He had heard about a collegiate system in the United States where he could study while racing at the same time. It sounded ideal, so Nef reached out to coaches and was impressed on an eventual visit to Dartmouth. But while Nef had been off the slopes due to injury, his world ranking had slipped.

Nef recalled a conversation where he told Dartmouth skiing coaches, “Just give me a chance, wait for me in the season to perform.”

For about 10 months in 2015, Nef bided his time off the slopes, recovering from injury. When he got back on his feet, he showed Dartmouth coaches what he could accomplish when he was healthy. During the 2015-2016 season, Nef took second in a pair of International Ski Federation slalom races, finished fourth in the slalom at the Swiss National Junior Championship and competed at the Junior World Ski Championships in Sochi, Russia.

It was enough to get him a spot on Dartmouth’s team.

Nef said the atmosphere of the Eastern Intercollegiate Ski Association circuit — where ski team parents prepare snack tables at every carnival and competitors from other teams quickly become familiar faces — is a welcome change from racing in Europe.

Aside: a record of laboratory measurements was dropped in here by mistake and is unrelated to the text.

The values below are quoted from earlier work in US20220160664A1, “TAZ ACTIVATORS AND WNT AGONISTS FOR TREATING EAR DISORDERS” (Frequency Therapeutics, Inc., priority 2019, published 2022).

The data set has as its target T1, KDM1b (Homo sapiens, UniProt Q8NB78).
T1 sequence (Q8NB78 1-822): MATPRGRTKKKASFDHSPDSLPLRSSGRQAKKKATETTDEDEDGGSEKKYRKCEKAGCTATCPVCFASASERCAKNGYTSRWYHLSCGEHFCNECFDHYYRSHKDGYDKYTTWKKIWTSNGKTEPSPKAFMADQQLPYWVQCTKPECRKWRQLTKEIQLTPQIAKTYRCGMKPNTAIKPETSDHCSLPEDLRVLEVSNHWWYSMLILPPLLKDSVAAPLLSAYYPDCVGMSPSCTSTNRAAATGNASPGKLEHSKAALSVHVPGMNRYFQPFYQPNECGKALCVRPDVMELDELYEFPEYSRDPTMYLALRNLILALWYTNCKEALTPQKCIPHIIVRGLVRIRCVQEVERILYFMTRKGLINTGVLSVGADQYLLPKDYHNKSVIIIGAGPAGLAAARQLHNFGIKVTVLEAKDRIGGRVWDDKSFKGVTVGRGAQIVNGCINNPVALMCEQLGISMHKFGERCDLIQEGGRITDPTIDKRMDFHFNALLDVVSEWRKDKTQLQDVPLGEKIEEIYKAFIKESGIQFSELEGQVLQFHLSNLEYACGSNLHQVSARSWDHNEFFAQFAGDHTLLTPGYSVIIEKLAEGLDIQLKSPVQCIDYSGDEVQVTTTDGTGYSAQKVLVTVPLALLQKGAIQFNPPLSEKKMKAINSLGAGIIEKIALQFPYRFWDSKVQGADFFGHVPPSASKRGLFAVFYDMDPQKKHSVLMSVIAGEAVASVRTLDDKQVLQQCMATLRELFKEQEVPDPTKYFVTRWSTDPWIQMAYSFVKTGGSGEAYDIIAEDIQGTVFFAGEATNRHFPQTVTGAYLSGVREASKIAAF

“The vibes in the [European] races are like you start, you push, you do your best, you get the finish and no one’s there,” Nef said. “You wait in the cold, play cards, do your second run and play cards again, wait for the guy who tunes your skis, and go to bed. Here, it’s completely different, and that’s why I loved last year.”

He also noted the personal investment in the performance of his teammates. European racing, Nef said, focuses on the individual. Racers are nominally part of a team, but skiers are focused on their own performances.